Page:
Meet VP of Public Relations Katherine Orr

- by BlogMistress

ko3Welcome Katherine Orr, Vice–President Public Relations, Harlequin Enterprises Limited. Katherine, or “KO” as her colleagues call her, joined Harlequin in 1980 and has been instrumental in changing the media’s perception of Harlequin from the Canadian publishing house that reprinted romance books from England to a leading publisher of women’s fiction novels on the world stage.
For nearly thirty years, Katherine has maintained Harlequin’s family approach to communicating and promoting its now 1200-plus author base and, through the enlistment of topflight P/R agencies and freelancers, oversees P/R plans for a variety of Harlequin’s top-selling authors. P/R at Harlequin works in concert with the overall strategies of the marketing plans for each imprint and the supports the overall mission of the company to entertain and enrich women’s reading experiences wherever and whenever they shop.

Public Relations at Harlequin

by Katherine Orr

Public Relations at Harlequin is quite different than when I started back in 1980—at that time, I was the only publicist in the building here at Harlequin’s world headquarters in Toronto and the Romance Wars were in full swing. I was at the first RWA in Houston with media helicopters overhead wondering what in the Dickens was going on below and I was on radio in Philly arguing with a feminist about reading romances being a woman’s right of choice and I was on CNN when we launched Harlequin in Russia.

Today, my department numbers 8 in total: two Senior Managers, Heather Foy and Michelle Renaud, Publicity Manager Shara Alexander in New York for our Non-Fiction and Kimani publicity programs assisted by Publicist Jessica Rosenberg, Megan Lorius Public Relations Manager for our unique philanthropy program More Than Words, Don Lucey our Senior Writer ( he does Worldbeat News, our in-house digital author newsletter and all our press copy) and of course Maureen Stead, veteran Publicity Assistant who makes sure our authors receive their covers, authors series books are reviewed in RT and organizes all of our author travel.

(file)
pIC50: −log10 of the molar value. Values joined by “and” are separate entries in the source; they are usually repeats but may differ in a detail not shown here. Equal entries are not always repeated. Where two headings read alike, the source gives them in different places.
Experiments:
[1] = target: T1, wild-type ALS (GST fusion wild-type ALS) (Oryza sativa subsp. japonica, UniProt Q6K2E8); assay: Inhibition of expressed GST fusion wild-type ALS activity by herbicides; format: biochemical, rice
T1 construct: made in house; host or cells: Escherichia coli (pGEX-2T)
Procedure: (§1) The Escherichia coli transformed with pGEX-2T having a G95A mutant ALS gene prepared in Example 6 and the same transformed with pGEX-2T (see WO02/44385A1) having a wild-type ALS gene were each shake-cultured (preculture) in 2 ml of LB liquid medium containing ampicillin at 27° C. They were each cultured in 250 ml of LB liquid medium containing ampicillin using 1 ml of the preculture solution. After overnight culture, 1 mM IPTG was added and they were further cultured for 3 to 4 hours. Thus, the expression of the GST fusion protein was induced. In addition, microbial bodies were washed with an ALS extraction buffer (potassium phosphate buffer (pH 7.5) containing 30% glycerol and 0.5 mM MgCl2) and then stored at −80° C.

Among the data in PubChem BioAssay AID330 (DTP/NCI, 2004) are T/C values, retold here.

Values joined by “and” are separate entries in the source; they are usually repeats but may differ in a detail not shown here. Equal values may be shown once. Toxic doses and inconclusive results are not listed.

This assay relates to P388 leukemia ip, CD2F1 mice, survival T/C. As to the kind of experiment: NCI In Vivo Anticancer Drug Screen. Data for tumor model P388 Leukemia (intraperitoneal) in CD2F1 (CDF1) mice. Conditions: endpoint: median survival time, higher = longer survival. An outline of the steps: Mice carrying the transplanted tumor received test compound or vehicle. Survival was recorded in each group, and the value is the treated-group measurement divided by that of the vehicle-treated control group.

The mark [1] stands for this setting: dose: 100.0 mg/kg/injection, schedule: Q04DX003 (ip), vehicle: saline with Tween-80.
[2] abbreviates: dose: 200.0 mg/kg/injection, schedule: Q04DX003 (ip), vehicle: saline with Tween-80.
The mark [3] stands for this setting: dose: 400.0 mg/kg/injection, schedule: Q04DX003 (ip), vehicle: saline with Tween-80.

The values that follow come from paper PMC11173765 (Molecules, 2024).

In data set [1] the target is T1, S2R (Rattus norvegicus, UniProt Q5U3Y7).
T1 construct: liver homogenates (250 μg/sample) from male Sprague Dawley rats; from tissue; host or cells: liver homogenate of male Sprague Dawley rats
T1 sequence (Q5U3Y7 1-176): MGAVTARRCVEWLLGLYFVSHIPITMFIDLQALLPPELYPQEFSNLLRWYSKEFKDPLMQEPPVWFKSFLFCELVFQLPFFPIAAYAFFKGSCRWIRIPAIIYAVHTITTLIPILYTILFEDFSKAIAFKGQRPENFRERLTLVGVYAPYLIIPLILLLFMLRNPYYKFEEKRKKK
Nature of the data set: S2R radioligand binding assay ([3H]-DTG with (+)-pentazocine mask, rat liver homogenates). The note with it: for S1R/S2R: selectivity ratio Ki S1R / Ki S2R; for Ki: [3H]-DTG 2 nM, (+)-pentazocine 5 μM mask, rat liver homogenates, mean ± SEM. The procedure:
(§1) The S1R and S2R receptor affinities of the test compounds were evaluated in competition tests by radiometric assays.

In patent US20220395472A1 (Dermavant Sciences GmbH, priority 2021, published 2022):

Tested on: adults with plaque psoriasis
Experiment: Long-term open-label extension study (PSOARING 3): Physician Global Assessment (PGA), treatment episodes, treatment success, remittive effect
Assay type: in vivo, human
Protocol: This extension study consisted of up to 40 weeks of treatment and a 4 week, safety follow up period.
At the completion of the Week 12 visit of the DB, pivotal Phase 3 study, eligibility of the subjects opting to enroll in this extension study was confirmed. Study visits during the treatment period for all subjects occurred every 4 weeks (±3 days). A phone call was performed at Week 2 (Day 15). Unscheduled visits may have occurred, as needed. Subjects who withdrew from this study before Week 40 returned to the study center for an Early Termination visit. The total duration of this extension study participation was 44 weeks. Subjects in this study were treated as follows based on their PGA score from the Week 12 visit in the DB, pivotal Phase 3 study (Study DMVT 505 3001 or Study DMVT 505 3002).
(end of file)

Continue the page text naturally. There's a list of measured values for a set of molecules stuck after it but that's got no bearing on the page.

We all have different skills but our dedication to Harlequin is our common bond—we are always looking for new ways to promote our brand and, new ways to promote our authors who have become their own brands in the 20–plus years I have known them. These days, with emails flying, books in a variety of formats and with shrinking media outlets it’s a real challenge to constantly be “out there.” But we are.

We’ve just streamlined our efforts. Our authors tour where we know they will have the best exposure to their readers and the media and our key trade partners, and  we are heavily supporting our authors with digital programs such a blog tours, contests and influencer outreach. We look for angles in the top national magazines, key product placement for our authors’ books in magazine and newspaper gift guides as well as profiles for authors who have achieved cult-followings like Debbie Macomber.

Today, social networking is more important than ever (romance authors knew this way before the world did!) and we are here to help our authors reach out digitally through the fantastic counsel and coaching that Malle Vallik, our Director of Digital Content & Social Media has initiated through her online tutorials for authors. Our Harlequin/Silhouette books continue to be our mainstay, our originals, and if you look at our gallery exhibit, The Heart of a Woman we did this past June in New York, you will see how this wonderful changing variety of novels has represented women through the years and will continue to do so. The next few decades will be fascinating. I just may turn 60 again myself!



  1. Welcome Katherine. :) Wow, what a history. :)